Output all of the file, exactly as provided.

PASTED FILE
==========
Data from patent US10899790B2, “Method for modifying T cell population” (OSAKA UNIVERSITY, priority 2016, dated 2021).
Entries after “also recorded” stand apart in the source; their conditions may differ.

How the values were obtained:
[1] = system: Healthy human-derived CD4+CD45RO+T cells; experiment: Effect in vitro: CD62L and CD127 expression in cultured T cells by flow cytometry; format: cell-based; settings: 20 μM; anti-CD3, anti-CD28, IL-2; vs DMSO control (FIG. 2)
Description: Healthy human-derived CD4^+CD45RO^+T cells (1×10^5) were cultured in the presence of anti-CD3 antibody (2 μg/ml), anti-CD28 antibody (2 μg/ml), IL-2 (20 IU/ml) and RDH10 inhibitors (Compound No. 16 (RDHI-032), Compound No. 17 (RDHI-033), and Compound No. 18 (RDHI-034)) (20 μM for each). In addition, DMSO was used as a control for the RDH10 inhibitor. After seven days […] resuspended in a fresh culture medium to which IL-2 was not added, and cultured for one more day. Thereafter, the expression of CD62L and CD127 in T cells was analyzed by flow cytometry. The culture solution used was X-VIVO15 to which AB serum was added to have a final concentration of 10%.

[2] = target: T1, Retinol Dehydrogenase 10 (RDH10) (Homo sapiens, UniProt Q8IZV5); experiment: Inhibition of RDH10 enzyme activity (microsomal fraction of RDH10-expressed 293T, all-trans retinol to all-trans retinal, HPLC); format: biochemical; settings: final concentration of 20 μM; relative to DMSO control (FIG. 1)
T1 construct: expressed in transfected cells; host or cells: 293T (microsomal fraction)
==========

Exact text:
Data from patent US10899790B2, “Method for modifying T cell population” (OSAKA UNIVERSITY, priority 2016, dated 2021).
Entries after “also recorded” stand apart in the source; their conditions may differ.

How the values were obtained:
[1] = system: Healthy human-derived CD4+CD45RO+T cells; experiment: Effect in vitro: CD62L and CD127 expression in cultured T cells by flow cytometry; format: cell-based; settings: 20 μM; anti-CD3, anti-CD28, IL-2; vs DMSO control (FIG. 2)
Description: Healthy human-derived CD4^+CD45RO^+T cells (1×10^5) were cultured in the presence of anti-CD3 antibody (2 μg/ml), anti-CD28 antibody (2 μg/ml), IL-2 (20 IU/ml) and RDH10 inhibitors (Compound No. 16 (RDHI-032), Compound No. 17 (RDHI-033), and Compound No. 18 (RDHI-034)) (20 μM for each). In addition, DMSO was used as a control for the RDH10 inhibitor. After seven days […] resuspended in a fresh culture medium to which IL-2 was not added, and cultured for one more day. Thereafter, the expression of CD62L and CD127 in T cells was analyzed by flow cytometry. The culture solution used was X-VIVO15 to which AB serum was added to have a final concentration of 10%.

[2] = target: T1, Retinol Dehydrogenase 10 (RDH10) (Homo sapiens, UniProt Q8IZV5); experiment: Inhibition of RDH10 enzyme activity (microsomal fraction of RDH10-expressed 293T, all-trans retinol to all-trans retinal, HPLC); format: biochemical; settings: final concentration of 20 μM; relative to DMSO control (FIG. 1)
T1 construct: expressed in transfected cells; host or cells: 293T (microsomal fraction)